-One wide open that if you connect to it takes you to a login window. 2 Neighbors have been given access to it out at the dock but I change the password every month so they're not auto-connecting
    2. The neighbors are all retirees....they have the standard Linksys WRT setup so I don't even see their networks and while they see mine, they don't have access to it...it's really to my benefit.

    As for the channels I'm using...I think I'm setup to have my APs pick their own channel automatically based on interference. So the channels change on demand and of course my devices can move around the property w/o any gap in coverage as it's not a mesh but works pretty well to hand-off w/o issue.

    I do agree that it might be a good idea to reduce power of the guest network. That might be a good idea.

    I have a Verizon 3G Micro-Cell that I bought on eBay for $249 2 years ago. It works well enough that at least when friends come over they can still make calls but now that Verizon WiFi is rolling out to become more standard, that works much better than the micro-cell. I keep it turned on though!

    Here's a photo of the rack..you can see the VZW cell hanging off to the side..and regarding cable management, I've completely re-done this this was just the initial setup.

    [​IMG]
    #15
  16. shores

    shores ElBandido

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    most people are the security problem, not the browser or OS
    people click on things, they fill out phishing forms, they set their password to something ridiculously easy, the human side is always the weakest link

    your setup looks like it sucks lots of power
    back when i was a young whippersnapper i had a cool rack and stuff at home
    i have gigabit internet at home, from the company i work for as a network admin
    i have a decent home router, and an ap, locked down but hardwire as much as i can just for less radiation as much as security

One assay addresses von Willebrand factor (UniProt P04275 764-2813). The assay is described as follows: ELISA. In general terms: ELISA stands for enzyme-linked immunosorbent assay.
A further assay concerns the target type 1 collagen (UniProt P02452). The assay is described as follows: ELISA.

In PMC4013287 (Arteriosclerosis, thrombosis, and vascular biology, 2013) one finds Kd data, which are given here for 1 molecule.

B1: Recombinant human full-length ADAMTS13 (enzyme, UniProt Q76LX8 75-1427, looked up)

slim and less power usage=less bills, as we have the highest electricity rates in north america

    also, just because your AP's can transmit far, doesn't mean the clients can do anything with it, at least not well.
    transmit on most clients are much worse than the receive from the strong AP's,so seeing the signal, and being able to do anything decent back up to the AP, are far different.
    #16
  17. AdamChandler

    AdamChandler n00b

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    RE: Power 150 watts concurrent

    I can watch HD video down at the dock w/o any buffering or artifacts.
    and we have solar panels but when I leave the house, the whole house is consuming about 200 watts with lights and everything powered off (but plugged in) so that includes AppleTV x3, Shield Pro, vampire draw from variou appliances, the iMac in sleep mode and the network setup.
    #17
  18. Got_Carbs?

    Got_Carbs? Adventurer

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    Start using Ublock origins instead of adblock plus. It has a host file that can block crypto currency miners. Enable it, among others in the settings.
    #18
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  19. AdamChandler

    AdamChandler n00b

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    Awesome!! Thanks for the tip.
    #19
  20. Got_Carbs?

    Got_Carbs? Adventurer

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    I just saw you are using Safari. Dont think ublock origins is available for it. Only Firefox and Chrome. Becareful of fakes as its open source software, so anyone can build it and distribute it with who knows what mixed in.
    #20